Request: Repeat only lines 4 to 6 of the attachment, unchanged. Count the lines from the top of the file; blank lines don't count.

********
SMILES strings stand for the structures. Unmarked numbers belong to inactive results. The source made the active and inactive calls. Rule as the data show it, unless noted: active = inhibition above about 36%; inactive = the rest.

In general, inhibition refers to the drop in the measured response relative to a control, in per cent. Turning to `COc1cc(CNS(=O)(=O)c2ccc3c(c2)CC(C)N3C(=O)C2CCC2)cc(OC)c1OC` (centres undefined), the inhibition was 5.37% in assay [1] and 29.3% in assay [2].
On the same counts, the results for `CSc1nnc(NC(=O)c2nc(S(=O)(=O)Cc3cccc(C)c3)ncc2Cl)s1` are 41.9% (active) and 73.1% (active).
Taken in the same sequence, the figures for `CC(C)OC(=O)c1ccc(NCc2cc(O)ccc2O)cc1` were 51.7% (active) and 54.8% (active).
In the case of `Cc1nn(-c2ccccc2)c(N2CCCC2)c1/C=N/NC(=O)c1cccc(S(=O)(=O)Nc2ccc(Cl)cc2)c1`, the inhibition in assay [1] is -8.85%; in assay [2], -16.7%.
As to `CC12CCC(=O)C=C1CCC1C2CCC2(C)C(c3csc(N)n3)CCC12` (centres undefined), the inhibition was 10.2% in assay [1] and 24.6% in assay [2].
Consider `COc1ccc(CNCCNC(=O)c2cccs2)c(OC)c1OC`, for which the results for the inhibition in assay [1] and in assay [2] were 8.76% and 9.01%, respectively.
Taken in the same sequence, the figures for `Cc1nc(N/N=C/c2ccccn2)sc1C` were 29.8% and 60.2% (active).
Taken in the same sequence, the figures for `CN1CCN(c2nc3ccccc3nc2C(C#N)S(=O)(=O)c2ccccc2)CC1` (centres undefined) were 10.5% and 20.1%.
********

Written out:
Taken in the same sequence, the figures for `CC(C)OC(=O)c1ccc(NCc2cc(O)ccc2O)cc1` were 51.7% (active) and 54.8% (active).
In the case of `Cc1nn(-c2ccccc2)c(N2CCCC2)c1/C=N/NC(=O)c1cccc(S(=O)(=O)Nc2ccc(Cl)cc2)c1`, the inhibition in assay [1] is -8.85%; in assay [2], -16.7%.
As to `CC12CCC(=O)C=C1CCC1C2CCC2(C)C(c3csc(N)n3)CCC12` (centres undefined), the inhibition was 10.2% in assay [1] and 24.6% in assay [2].